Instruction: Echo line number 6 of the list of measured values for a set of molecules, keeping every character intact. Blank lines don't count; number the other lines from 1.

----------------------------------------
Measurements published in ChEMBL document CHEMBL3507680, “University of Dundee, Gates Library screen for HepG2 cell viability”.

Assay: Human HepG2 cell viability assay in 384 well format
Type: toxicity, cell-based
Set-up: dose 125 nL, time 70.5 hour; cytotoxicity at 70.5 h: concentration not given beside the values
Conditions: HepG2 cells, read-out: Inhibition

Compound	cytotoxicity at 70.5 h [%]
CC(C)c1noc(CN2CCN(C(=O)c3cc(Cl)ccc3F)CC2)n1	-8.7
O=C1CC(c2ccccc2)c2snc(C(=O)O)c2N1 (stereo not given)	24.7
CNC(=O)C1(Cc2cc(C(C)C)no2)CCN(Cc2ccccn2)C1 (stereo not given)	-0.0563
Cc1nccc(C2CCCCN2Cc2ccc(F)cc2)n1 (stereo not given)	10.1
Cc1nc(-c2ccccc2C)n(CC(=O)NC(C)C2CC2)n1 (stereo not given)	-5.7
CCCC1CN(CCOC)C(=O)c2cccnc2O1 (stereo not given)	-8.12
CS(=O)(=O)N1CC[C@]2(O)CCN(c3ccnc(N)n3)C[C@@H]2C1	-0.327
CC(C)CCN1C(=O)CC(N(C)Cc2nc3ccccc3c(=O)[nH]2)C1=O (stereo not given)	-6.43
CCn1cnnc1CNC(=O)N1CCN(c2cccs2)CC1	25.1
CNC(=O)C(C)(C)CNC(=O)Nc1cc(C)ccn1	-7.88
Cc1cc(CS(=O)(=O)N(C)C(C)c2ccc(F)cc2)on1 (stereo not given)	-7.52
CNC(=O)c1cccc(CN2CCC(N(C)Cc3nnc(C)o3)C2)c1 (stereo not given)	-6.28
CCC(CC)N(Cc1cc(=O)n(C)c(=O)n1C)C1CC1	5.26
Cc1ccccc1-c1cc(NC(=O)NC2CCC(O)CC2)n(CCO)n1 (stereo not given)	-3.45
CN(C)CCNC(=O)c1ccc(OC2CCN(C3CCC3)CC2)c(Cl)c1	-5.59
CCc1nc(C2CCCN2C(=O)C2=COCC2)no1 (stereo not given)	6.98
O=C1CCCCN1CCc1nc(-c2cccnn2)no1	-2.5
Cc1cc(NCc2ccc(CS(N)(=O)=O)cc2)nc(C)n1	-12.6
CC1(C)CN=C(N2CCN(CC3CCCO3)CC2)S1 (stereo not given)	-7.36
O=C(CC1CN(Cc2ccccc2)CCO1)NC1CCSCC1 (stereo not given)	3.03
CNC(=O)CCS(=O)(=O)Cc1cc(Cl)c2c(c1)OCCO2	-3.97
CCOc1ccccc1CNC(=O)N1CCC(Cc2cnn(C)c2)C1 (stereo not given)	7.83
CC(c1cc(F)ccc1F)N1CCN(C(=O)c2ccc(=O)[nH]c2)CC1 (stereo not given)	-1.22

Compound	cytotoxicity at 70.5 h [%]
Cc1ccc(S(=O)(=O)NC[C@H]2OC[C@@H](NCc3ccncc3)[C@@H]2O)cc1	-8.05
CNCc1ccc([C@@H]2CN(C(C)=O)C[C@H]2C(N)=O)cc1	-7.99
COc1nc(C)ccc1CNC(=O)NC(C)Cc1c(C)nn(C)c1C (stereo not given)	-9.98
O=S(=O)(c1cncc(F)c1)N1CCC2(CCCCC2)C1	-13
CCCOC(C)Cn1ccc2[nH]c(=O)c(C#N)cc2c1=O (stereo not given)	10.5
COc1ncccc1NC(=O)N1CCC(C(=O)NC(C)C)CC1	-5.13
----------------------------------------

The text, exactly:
Compound	cytotoxicity at 70.5 h [%]